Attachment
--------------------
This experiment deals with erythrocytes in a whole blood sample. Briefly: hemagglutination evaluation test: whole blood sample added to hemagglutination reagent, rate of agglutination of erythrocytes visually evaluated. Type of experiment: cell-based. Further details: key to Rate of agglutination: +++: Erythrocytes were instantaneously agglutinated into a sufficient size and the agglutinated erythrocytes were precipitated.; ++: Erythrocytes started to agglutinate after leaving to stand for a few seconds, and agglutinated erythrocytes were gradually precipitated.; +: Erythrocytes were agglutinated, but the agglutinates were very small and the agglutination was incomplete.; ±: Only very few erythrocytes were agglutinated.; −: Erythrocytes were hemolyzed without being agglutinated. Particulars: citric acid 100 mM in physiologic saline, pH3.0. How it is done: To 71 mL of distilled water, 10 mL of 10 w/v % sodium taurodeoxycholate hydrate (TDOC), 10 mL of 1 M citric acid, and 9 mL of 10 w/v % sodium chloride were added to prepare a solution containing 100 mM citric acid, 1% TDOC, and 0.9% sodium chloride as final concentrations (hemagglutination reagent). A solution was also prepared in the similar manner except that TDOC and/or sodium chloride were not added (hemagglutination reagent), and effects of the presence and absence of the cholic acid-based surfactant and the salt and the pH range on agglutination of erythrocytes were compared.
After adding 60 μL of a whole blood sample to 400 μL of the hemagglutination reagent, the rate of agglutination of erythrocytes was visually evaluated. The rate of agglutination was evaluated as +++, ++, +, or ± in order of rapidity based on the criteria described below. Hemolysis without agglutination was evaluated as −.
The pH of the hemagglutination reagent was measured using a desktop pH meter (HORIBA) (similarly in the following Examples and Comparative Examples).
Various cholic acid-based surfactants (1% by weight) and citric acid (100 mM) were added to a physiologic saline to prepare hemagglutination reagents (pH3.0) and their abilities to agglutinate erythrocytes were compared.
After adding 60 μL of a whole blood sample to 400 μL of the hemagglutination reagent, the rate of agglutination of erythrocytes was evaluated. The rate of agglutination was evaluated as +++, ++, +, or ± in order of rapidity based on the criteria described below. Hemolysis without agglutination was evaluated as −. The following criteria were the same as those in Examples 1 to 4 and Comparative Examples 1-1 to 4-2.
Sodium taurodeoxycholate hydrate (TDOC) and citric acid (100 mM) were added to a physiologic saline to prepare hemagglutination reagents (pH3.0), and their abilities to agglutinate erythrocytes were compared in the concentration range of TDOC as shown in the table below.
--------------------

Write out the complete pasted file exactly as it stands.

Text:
This experiment deals with erythrocytes in a whole blood sample. Briefly: hemagglutination evaluation test: whole blood sample added to hemagglutination reagent, rate of agglutination of erythrocytes visually evaluated. Type of experiment: cell-based. Further details: key to Rate of agglutination: +++: Erythrocytes were instantaneously agglutinated into a sufficient size and the agglutinated erythrocytes were precipitated.; ++: Erythrocytes started to agglutinate after leaving to stand for a few seconds, and agglutinated erythrocytes were gradually precipitated.; +: Erythrocytes were agglutinated, but the agglutinates were very small and the agglutination was incomplete.; ±: Only very few erythrocytes were agglutinated.; −: Erythrocytes were hemolyzed without being agglutinated. Particulars: citric acid 100 mM in physiologic saline, pH3.0. How it is done: To 71 mL of distilled water, 10 mL of 10 w/v % sodium taurodeoxycholate hydrate (TDOC), 10 mL of 1 M citric acid, and 9 mL of 10 w/v % sodium chloride were added to prepare a solution containing 100 mM citric acid, 1% TDOC, and 0.9% sodium chloride as final concentrations (hemagglutination reagent). A solution was also prepared in the similar manner except that TDOC and/or sodium chloride were not added (hemagglutination reagent), and effects of the presence and absence of the cholic acid-based surfactant and the salt and the pH range on agglutination of erythrocytes were compared.
After adding 60 μL of a whole blood sample to 400 μL of the hemagglutination reagent, the rate of agglutination of erythrocytes was visually evaluated. The rate of agglutination was evaluated as +++, ++, +, or ± in order of rapidity based on the criteria described below. Hemolysis without agglutination was evaluated as −.
The pH of the hemagglutination reagent was measured using a desktop pH meter (HORIBA) (similarly in the following Examples and Comparative Examples).
Various cholic acid-based surfactants (1% by weight) and citric acid (100 mM) were added to a physiologic saline to prepare hemagglutination reagents (pH3.0) and their abilities to agglutinate erythrocytes were compared.
After adding 60 μL of a whole blood sample to 400 μL of the hemagglutination reagent, the rate of agglutination of erythrocytes was evaluated. The rate of agglutination was evaluated as +++, ++, +, or ± in order of rapidity based on the criteria described below. Hemolysis without agglutination was evaluated as −. The following criteria were the same as those in Examples 1 to 4 and Comparative Examples 1-1 to 4-2.
Sodium taurodeoxycholate hydrate (TDOC) and citric acid (100 mM) were added to a physiologic saline to prepare hemagglutination reagents (pH3.0), and their abilities to agglutinate erythrocytes were compared in the concentration range of TDOC as shown in the table below.